Texas Laws Affecting POA Home Owners

The following links take you to Texas Property Code laws.

Chapter 5: Texas Statutes pertaining to buying and selling of property. –> Link

Chapter 41: Property Exempt From Creditors’ Claims. –> Link

Chapter 51: Provisions Generally Applicable To Liens. –> Link

Chapter 82: Uniform Condominium Act –> Link

Chapter 201: Restrictive Covenants Applicable To Certain Subdivisions –> Link

Chapter 202: Construction & Enforcement Of Restrictive Covenants –> Link

Chapter 203: Enforcement Of Land Use Restrictions In Certain Counties –> Link

Chapter 204: Powers Of Property Owners’ Association Relating To Restrictive Covenants In Certain Subdivisions –> Link

Chapter 205: Restrictive Covenants Applicable To Revised Subdivisions In Certain Counties –> Link

Chapter 206: Extension Of Restrictions Imposing Regular Assessments In Certain Subdivisions –> Link

Chapter 207: Disclosure Of Information By Property Owners’ Associations –> Link

Chapter 208: Amendment & Termination Of Restrictive Covenants In Historic Neighboods –> Link

Chapter 209: Texas Residential Property Owners Protection Act –> Link

Chapter 210: Extension Or Modifications Of Residential Covenants –> Link

Chapter 211: Amendment & Enforcement Of Restrictions In Certain Subdivisions –> Link

Chapter 212: Extension of Restrictions by Majority Vote in Certain Subdivisions –> Link

Chapter 213: Modification or Termination of Restrictions in Certain Real Estate Developments By Property Owners’ Association or Property Owner Petition –> Link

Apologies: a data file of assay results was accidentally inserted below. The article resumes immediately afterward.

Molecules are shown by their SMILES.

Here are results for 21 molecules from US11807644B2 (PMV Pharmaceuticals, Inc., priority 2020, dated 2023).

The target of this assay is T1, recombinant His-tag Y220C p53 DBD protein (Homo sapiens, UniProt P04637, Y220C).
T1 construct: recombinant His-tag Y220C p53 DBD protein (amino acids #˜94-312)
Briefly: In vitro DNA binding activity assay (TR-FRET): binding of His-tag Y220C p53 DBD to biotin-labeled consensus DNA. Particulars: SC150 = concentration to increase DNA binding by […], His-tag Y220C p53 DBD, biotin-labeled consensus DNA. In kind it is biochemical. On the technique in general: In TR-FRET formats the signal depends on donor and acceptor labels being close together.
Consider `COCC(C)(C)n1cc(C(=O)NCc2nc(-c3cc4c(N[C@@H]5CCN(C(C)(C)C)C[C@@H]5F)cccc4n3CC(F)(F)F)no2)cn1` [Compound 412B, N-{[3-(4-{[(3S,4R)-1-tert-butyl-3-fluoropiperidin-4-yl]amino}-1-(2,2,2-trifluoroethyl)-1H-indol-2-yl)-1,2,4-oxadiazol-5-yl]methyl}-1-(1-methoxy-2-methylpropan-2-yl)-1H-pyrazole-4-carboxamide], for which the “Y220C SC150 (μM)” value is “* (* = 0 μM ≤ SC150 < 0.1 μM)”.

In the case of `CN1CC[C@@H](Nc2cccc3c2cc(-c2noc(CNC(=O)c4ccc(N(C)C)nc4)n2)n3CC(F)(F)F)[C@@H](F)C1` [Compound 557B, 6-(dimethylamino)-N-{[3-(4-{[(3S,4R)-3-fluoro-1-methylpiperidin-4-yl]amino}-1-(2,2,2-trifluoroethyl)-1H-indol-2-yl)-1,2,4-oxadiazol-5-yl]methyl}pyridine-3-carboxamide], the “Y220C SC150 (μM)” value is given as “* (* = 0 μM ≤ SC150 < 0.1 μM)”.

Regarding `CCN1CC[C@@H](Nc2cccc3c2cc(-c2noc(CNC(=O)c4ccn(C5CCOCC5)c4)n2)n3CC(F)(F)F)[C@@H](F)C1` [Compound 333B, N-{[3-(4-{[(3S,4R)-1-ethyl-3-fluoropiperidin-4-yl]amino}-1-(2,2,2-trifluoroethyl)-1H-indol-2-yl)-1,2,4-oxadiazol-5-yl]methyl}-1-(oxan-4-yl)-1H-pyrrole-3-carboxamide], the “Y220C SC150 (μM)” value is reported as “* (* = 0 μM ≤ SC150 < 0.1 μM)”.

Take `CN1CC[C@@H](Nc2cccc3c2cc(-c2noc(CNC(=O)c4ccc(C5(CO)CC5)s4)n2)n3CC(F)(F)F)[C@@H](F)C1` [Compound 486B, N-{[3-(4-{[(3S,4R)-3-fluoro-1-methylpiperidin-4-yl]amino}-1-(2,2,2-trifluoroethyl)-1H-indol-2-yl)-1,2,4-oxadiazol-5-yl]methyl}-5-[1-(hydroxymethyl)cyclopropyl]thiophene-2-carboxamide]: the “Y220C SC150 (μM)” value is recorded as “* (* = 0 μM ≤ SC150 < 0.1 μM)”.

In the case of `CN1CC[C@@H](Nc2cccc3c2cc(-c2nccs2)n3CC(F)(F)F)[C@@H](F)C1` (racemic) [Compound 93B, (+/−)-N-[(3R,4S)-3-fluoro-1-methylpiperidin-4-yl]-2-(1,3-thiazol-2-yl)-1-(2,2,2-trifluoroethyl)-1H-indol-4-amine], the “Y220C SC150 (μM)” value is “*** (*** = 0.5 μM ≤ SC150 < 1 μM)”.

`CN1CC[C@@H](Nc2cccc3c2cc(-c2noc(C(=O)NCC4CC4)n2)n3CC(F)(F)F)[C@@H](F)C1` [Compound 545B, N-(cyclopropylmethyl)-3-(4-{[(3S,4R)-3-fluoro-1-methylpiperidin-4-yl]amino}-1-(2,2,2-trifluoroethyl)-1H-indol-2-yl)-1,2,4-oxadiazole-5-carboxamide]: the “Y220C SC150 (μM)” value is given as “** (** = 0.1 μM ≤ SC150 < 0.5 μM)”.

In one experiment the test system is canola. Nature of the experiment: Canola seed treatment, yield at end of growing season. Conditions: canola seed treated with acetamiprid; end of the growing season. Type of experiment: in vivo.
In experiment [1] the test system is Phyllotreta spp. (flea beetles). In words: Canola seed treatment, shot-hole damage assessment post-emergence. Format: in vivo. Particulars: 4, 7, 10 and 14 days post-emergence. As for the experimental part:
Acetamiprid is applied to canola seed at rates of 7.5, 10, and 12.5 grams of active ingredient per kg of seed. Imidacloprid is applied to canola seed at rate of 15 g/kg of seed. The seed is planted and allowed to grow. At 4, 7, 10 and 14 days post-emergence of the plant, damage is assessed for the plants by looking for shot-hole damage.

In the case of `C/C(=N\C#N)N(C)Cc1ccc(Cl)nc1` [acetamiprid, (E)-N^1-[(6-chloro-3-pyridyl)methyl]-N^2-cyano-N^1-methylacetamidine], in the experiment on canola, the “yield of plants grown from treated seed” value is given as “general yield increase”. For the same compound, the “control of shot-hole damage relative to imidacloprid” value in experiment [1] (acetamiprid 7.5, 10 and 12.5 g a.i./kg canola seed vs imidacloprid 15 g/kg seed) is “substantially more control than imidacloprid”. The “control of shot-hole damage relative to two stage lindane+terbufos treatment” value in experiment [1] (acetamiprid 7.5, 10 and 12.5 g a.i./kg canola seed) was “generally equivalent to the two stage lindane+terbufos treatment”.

Chapter 215: Master Mixed-Use Property Owners’ Associations –> Link

The following link has to do with Election Sign law:

Chapter 259: Political Signs On Property –> Link

The following link has to do with Civil Practice Remedies – Statute of Limitations.

Chapter 16: Four Year Statute of Limitations For Enforcing Deed Restrictions & Debt Collection –> Link

There are multiple cases in Texas law proving this – Musgrave v. Brookhaven Lake POA; Malmgren v. Inverness Forest Residents Civic Club, Inc, etc.

Texas State Law Library on Debt Collection – Time Barred Debt –> Link

The following link is from the Texas Constitution – Liens on Homestead Property.

Chapter 16, Item 50: Protection Of Homestead From Forced Or Unauthorized Sale. –> Link


  1. hleowner

    If you are talking about federal or state election laws, NO. Remember, although HOAs and POAs are run as pseudo-government entities, the government says that they are not. There are Federal laws, such as the American with Disabilities Act that control, somewhat, what an HOA/POA can legally do. And, Texas has a vast number of statutes that also set forth what they can legally do. Many of those state statutes do define some ‘rules and guidelines’ on Board elections. That is why I have put some quick links in this category.


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